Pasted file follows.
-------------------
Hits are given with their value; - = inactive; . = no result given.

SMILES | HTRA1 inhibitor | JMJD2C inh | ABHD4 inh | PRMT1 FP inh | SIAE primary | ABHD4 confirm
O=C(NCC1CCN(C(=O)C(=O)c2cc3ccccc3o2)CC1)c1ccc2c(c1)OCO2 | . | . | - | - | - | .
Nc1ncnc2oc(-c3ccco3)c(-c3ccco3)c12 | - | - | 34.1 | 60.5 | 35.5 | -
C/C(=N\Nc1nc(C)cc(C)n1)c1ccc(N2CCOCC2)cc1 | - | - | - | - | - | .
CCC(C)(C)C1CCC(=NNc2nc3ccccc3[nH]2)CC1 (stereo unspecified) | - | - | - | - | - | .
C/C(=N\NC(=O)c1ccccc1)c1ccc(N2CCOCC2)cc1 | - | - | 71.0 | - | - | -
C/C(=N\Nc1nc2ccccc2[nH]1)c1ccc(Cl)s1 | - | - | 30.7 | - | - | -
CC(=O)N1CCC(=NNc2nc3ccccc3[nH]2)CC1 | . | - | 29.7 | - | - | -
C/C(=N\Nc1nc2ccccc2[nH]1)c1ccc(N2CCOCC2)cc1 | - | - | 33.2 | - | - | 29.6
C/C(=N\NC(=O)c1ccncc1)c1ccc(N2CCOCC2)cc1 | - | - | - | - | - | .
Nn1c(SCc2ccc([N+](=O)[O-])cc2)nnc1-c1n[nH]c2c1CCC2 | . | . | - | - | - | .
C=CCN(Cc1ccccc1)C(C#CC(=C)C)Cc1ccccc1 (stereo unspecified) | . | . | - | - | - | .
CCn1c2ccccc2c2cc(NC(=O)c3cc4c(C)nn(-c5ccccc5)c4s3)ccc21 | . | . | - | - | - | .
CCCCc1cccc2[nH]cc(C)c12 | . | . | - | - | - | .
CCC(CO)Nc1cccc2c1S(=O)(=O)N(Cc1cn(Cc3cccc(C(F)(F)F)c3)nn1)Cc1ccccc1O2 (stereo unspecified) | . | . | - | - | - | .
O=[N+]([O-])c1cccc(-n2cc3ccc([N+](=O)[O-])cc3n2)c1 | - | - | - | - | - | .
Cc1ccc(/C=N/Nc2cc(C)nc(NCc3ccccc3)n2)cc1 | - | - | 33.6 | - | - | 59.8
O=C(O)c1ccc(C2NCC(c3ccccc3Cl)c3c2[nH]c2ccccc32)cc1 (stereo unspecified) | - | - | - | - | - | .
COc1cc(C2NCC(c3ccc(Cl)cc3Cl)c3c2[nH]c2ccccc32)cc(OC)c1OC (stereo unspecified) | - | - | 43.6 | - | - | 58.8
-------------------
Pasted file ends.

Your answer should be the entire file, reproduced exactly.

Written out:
Hits are given with their value; - = inactive; . = no result given.

SMILES | HTRA1 inhibitor | JMJD2C inh | ABHD4 inh | PRMT1 FP inh | SIAE primary | ABHD4 confirm
O=C(NCC1CCN(C(=O)C(=O)c2cc3ccccc3o2)CC1)c1ccc2c(c1)OCO2 | . | . | - | - | - | .
Nc1ncnc2oc(-c3ccco3)c(-c3ccco3)c12 | - | - | 34.1 | 60.5 | 35.5 | -
C/C(=N\Nc1nc(C)cc(C)n1)c1ccc(N2CCOCC2)cc1 | - | - | - | - | - | .
CCC(C)(C)C1CCC(=NNc2nc3ccccc3[nH]2)CC1 (stereo unspecified) | - | - | - | - | - | .
C/C(=N\NC(=O)c1ccccc1)c1ccc(N2CCOCC2)cc1 | - | - | 71.0 | - | - | -
C/C(=N\Nc1nc2ccccc2[nH]1)c1ccc(Cl)s1 | - | - | 30.7 | - | - | -
CC(=O)N1CCC(=NNc2nc3ccccc3[nH]2)CC1 | . | - | 29.7 | - | - | -
C/C(=N\Nc1nc2ccccc2[nH]1)c1ccc(N2CCOCC2)cc1 | - | - | 33.2 | - | - | 29.6
C/C(=N\NC(=O)c1ccncc1)c1ccc(N2CCOCC2)cc1 | - | - | - | - | - | .
Nn1c(SCc2ccc([N+](=O)[O-])cc2)nnc1-c1n[nH]c2c1CCC2 | . | . | - | - | - | .
C=CCN(Cc1ccccc1)C(C#CC(=C)C)Cc1ccccc1 (stereo unspecified) | . | . | - | - | - | .
CCn1c2ccccc2c2cc(NC(=O)c3cc4c(C)nn(-c5ccccc5)c4s3)ccc21 | . | . | - | - | - | .
CCCCc1cccc2[nH]cc(C)c12 | . | . | - | - | - | .
CCC(CO)Nc1cccc2c1S(=O)(=O)N(Cc1cn(Cc3cccc(C(F)(F)F)c3)nn1)Cc1ccccc1O2 (stereo unspecified) | . | . | - | - | - | .
O=[N+]([O-])c1cccc(-n2cc3ccc([N+](=O)[O-])cc3n2)c1 | - | - | - | - | - | .
Cc1ccc(/C=N/Nc2cc(C)nc(NCc3ccccc3)n2)cc1 | - | - | 33.6 | - | - | 59.8
O=C(O)c1ccc(C2NCC(c3ccccc3Cl)c3c2[nH]c2ccccc32)cc1 (stereo unspecified) | - | - | - | - | - | .
COc1cc(C2NCC(c3ccc(Cl)cc3Cl)c3c2[nH]c2ccccc32)cc(OC)c1OC (stereo unspecified) | - | - | 43.6 | - | - | 58.8